Tuesday, 19 May 2015

Ashers Bakery and the "Gay Cake"


Judgment has been delivered in the Northern Ireland case of  Lee v Ashers Baking Company [2015] NICty 2 (Court summary HERE).  The case considered whether it was illegal for Ashers to refuse to bake a cake which carried a logo saying "support gay marriage" along with a picture of Bert and Ernie from Sesame Street, and the logo of the organisation  'Queerspace'.  More background facts available HERE and a picture below of what Mr Lee wanted putting on the cake

Unlike many similar cases which involved Bakeries refusing to make a cake for a Same-Sex Marriage reception this case involved a Bakery being asked to bake a cake which explicitly endorsed the campaign to legalise Same-Sex Marriage in Northern Ireland.  The Company was run by a family who are devout Christians and who believe that Marriage is between a Man and a Woman

The case revolved around 2 separate legal issues namely whether the refusal to make the cake constituted Discrimination on the grounds of Sexual Orientation contrary to the  Equality Act (Sexual Orientation) Regulations (Northern Ireland) 2006 and whether it constituted unlawful discrimination on the grounds of Political Opinion contrary to the  Fair Employment and Treatment (Northern Ireland) Order 1998.

Northern Ireland is unique in the UK for in making discrimination on the grounds of political opinion explicitly unlawful and this arises from the long history of sectarian division in Northern Ireland where religion, nationality and political opinion were so often synonymous with British/Unionist/Protestant identity facing Irish/Republican/Catholic identity.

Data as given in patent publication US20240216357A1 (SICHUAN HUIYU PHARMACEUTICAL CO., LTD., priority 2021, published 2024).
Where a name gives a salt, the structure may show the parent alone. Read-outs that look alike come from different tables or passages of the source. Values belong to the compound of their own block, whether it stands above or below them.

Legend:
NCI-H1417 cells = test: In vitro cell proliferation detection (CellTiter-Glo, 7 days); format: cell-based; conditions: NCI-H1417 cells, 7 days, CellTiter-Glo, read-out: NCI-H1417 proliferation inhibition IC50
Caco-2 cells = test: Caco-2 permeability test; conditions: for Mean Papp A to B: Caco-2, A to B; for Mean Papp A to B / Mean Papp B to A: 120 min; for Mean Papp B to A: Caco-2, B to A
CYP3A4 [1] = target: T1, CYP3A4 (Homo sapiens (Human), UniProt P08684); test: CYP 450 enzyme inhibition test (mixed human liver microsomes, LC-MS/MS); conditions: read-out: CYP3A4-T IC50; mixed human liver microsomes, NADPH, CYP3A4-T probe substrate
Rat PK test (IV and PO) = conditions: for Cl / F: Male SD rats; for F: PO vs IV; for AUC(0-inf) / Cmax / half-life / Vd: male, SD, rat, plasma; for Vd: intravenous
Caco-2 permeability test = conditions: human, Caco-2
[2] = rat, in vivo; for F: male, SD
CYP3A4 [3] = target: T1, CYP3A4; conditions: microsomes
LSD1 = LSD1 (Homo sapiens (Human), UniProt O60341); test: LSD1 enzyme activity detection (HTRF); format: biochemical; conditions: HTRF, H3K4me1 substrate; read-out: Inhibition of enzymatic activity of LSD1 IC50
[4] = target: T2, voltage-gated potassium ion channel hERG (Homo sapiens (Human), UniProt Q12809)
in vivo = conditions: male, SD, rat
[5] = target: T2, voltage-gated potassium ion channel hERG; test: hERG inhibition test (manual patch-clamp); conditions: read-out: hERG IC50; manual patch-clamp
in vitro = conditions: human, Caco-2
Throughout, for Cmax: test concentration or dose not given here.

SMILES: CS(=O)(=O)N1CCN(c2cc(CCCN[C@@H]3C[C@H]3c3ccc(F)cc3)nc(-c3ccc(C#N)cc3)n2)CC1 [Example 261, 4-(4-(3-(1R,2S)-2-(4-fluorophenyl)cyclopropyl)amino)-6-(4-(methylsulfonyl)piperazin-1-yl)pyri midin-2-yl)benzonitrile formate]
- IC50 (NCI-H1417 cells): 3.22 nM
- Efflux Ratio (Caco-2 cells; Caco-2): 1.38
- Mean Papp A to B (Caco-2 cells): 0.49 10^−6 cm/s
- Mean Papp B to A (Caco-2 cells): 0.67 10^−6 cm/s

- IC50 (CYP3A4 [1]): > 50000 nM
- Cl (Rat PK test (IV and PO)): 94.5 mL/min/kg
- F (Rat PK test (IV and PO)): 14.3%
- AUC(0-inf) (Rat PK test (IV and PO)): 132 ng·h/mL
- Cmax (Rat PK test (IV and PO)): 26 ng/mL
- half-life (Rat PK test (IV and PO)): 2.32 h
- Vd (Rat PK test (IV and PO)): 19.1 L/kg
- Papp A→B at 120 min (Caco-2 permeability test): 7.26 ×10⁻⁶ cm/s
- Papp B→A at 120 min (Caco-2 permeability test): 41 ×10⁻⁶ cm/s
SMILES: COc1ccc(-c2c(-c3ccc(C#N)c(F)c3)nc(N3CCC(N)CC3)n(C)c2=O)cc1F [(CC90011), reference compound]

Surprisingly in this case the Judge held that the refusal of Ashers to bake the cake constituted direct discrimination on the grounds of sexual orientation simply on the basis that the buyer, a Mr Lee, happened to be Gay even though many supporters of Gay Marriage are heterosexual and similarly many Gay people are opposed to Gay Marriage.  As is usual in these cases the Judge paid lip service to the Ashers rights to Religious Freedom under Article 9 and then stated that the law overode those rights

Somewhat less surprisingly the Judge also decided that the refusal constituted discrimination on the grounds of political opinion.  Damages were assessed as a nominal figure of £500.

The case will undoubtedly be appealed but what does emerge from it is the complete intolerance of the "Equality" industry and the way in which Equality Law is being used to destroy individual freedom including the freedom of a Bakery company to decide what products it wants to make.  

We in Britain have just been celebrating the 70th anniversary of our victory in WW2 but frankly what are we celebrating ?, 'Freedom', but not if you run a Bakery it would seem.